History of the Cochlear Implant

Read Adam Kissiah’s full paper on The History of the Cochlear Implant here.

The idea for artificial or electronic correction of hearing loss was first publicized in 1957 (1,10) when the French team of Djourno and Eyries implanted a patient with a single electrode inserted into the middle ear cavity near the auditory (8th cranial) nerve, and were able to transmit perceivable “noise” to the patient. Beginning in the nineteen sixties, the most noted and recognized pioneer in basic hearing stimulation research in the USA was Dr. Wm. F. House (3) of the (at that time) House Ear Institute (HEI), located in Sylmar (Los Angeles), CA. (from “Cochlear Implants, My Perspective, Wm F. House, M.D.”).

The second exceptionally recognized person or group is the well known and highly praised Dr. Graeme Clarke of Sydney, and the University of Melbourne, Australia, forerunners of Cochlear Corporation, Ltd., and Cochlear Americas, Ltd. (1, 27) They are the second (of three) major manufacturers.  Dr. Clark and colleagues were highly supported by the Australian government, and their program was on par and eventually exceeded the level of development and production of Dr. House and the USA research programs.

The third major manufacturer of cochlear implants is Med-El Corporation (1, 28) in the USA, and Med-El, Ltd whose Headquarters are located in Innsbruck,Austria. Ingeborg and Irwin Hochmiar are Executive Directors. Primary U.S. Offices are in Raleigh-Durham,NC.

Many other private, governmental, and university research institutions were intensely involved in cochlear implant research. See references in the “Cochlear Implant History section of Wikipedia (1).

Early implants did not (yet) employ (1, 10) to the fullest extent the principles of synthesis of the audio spectrum, and the necessity for simultaneous (parallel) application of the place-specific-electrical audio stimuli directly to specific locations within the inner ear (cochlea) and the acoustic nerve, as specified in patent 4,063,048 Reissue 32031, 09/82. As a result, the patients of this time sensed primarily background noises, and did not enjoy the full potential of the intelligence and communication factor of the spoken word, except as an aid to lip-reading. This new life-sense did, however, achieve the highly desirable result of enabling deaf persons to emerge from the isolation of silence and enter the world of sound, which significantly improved their sense of “attachment” to society.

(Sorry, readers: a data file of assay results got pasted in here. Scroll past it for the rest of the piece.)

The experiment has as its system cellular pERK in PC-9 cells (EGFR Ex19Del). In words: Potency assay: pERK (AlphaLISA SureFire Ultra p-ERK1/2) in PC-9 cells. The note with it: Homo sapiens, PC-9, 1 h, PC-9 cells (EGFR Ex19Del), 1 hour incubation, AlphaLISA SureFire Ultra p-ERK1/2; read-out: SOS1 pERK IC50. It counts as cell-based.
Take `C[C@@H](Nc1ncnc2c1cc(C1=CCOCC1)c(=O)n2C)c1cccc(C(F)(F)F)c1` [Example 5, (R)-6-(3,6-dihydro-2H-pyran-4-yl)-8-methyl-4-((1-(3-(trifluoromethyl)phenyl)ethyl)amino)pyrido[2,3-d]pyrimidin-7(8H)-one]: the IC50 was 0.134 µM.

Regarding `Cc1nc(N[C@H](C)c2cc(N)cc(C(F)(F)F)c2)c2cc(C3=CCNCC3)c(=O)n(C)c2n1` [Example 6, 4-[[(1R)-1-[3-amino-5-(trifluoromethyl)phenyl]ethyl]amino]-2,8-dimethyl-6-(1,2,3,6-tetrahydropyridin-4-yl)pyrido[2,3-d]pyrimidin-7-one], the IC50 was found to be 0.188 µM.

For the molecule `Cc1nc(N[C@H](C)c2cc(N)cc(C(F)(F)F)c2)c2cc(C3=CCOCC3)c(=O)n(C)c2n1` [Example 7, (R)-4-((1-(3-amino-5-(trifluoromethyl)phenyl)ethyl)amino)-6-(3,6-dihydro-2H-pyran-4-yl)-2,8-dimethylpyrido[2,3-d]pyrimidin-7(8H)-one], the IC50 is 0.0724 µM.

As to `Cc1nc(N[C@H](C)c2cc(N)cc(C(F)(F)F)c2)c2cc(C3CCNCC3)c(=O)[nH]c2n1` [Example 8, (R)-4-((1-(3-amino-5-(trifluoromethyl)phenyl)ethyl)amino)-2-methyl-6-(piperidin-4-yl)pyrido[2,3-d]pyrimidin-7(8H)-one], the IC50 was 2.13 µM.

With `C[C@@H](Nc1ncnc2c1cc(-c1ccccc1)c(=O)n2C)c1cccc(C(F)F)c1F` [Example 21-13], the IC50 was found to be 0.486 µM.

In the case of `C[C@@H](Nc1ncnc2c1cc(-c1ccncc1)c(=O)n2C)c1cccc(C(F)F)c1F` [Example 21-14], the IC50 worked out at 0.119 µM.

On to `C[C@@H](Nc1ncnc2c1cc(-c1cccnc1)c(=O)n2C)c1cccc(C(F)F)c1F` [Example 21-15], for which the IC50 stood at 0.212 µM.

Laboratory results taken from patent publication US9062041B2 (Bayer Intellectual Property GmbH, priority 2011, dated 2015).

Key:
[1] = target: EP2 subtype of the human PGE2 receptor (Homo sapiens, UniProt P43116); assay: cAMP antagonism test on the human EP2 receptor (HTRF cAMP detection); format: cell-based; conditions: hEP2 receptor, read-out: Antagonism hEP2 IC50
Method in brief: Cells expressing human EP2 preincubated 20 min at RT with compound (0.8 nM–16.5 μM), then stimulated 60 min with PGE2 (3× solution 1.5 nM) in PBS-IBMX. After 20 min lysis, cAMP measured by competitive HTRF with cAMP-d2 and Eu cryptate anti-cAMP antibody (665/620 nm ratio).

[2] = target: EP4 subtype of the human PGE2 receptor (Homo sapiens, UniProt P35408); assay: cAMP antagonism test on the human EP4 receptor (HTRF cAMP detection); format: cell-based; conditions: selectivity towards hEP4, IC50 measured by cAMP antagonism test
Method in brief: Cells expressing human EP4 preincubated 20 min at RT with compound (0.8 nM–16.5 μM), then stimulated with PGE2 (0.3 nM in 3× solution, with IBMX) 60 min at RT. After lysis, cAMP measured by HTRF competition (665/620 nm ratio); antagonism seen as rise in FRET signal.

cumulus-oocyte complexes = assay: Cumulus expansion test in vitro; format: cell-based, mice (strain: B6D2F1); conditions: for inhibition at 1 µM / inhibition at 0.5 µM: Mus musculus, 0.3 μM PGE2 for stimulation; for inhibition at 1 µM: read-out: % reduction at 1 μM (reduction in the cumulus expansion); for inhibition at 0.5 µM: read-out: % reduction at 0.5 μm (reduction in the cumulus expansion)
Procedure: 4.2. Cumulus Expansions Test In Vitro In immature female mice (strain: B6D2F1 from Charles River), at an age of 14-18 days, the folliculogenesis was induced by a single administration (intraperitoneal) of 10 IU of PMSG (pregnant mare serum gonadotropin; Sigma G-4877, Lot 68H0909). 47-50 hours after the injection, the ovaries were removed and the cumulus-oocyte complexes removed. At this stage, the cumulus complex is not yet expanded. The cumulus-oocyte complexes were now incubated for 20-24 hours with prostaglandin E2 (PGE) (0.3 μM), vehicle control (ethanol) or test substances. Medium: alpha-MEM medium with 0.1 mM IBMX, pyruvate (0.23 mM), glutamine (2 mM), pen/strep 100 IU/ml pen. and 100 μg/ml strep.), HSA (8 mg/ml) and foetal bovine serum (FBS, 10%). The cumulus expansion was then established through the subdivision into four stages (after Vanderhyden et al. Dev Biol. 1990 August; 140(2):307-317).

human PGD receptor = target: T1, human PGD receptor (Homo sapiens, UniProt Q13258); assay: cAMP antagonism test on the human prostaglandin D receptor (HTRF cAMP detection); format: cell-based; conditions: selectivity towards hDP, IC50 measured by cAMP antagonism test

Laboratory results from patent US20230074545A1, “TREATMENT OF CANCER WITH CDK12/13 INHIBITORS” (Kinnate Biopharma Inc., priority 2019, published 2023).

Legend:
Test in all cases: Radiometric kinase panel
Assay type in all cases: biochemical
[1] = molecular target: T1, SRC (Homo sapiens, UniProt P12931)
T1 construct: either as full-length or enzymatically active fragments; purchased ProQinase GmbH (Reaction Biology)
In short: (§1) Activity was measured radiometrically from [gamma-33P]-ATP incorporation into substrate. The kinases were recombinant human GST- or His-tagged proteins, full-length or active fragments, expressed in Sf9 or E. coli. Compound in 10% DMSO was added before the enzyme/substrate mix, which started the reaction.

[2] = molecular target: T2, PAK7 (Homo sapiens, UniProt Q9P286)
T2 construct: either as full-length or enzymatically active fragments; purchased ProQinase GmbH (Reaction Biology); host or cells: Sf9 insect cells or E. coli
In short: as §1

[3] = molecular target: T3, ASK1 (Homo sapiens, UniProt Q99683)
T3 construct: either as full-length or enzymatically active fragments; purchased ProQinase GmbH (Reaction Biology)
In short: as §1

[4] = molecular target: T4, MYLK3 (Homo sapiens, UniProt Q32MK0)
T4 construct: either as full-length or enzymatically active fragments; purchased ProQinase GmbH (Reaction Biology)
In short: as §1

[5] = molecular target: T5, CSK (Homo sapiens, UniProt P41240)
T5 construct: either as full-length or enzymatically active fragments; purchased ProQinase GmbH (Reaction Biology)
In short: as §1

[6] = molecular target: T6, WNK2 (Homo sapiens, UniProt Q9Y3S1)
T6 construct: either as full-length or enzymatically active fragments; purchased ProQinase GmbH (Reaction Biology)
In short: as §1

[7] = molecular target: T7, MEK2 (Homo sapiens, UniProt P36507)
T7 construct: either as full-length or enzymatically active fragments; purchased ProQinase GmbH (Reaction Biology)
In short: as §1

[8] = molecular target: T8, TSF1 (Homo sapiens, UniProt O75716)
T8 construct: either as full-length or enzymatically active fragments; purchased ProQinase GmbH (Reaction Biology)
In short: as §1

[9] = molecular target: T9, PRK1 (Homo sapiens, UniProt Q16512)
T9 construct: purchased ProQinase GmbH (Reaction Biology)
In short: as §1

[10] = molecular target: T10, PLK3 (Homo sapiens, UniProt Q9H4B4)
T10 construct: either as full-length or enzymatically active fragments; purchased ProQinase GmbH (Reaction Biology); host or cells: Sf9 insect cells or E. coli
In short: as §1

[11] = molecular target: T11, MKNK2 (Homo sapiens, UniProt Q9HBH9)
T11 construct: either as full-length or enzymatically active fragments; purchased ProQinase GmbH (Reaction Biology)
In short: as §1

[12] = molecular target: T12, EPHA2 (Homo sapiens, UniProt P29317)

Subsequent to issuance of Patent 4063048 (Dec 1977)  Dr. Blair Simmons and Dr. Robert White of Stanford University Stimulus Program (30), produced significant results in their early 1980s Cochlear implant development in their Bioear program in association with Biostim, Inc., and Adam Kissiah. This program is significant because it produced one of the first model implants employing specifications from Patent 4,063,048, which, as time progressed, has proved to be one of the initial basic designs of the successful implants in use today (1, 10, 14). NASA and Adam Kissiah are therefore due exceptional recognition because of the fact that NASA provided funds for patenting, advertising and transfer of this critical and vital and technology to the public through its emphasis and promotion of its system of technology commercialization.

See http://www.nasa.gov/audience/forstudents/postsecondary/features/F_NASA_Spinoff.html. Also see under www.nasa.gov/, “Hearing is Believing.” More than 50 subsequent patent applications have referred to 4,063,048 as prior art in that field. This patent is therefore considered to be the INITIAL PATENTABLE DESIGN (INVENTION) OF THE COCHLEAR IMPLANT.  This is one more example of a very positive discovery emanating from space research which can be added to the many thousands of electro-technology transfers by NASA.

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